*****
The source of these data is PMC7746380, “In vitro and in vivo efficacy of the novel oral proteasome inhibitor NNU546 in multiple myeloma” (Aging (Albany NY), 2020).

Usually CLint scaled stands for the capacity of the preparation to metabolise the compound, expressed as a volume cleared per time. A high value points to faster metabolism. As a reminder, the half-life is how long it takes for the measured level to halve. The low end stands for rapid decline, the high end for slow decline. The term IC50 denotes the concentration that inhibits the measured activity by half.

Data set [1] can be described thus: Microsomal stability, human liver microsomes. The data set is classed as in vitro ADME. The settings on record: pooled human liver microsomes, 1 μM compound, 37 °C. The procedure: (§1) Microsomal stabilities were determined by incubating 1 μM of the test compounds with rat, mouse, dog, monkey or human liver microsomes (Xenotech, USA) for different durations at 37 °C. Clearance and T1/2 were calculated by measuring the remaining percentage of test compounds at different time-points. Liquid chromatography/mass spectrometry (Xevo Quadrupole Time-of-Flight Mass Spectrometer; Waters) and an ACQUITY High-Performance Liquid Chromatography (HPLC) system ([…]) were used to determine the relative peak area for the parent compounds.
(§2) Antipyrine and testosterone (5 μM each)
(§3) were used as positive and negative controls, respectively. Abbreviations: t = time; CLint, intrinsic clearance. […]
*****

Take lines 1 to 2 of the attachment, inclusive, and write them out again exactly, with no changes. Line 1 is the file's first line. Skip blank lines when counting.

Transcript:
The source of these data is PMC7746380, “In vitro and in vivo efficacy of the novel oral proteasome inhibitor NNU546 in multiple myeloma” (Aging (Albany NY), 2020).

Usually CLint scaled stands for the capacity of the preparation to metabolise the compound, expressed as a volume cleared per time. A high value points to faster metabolism. As a reminder, the half-life is how long it takes for the measured level to halve. The low end stands for rapid decline, the high end for slow decline. The term IC50 denotes the concentration that inhibits the measured activity by half.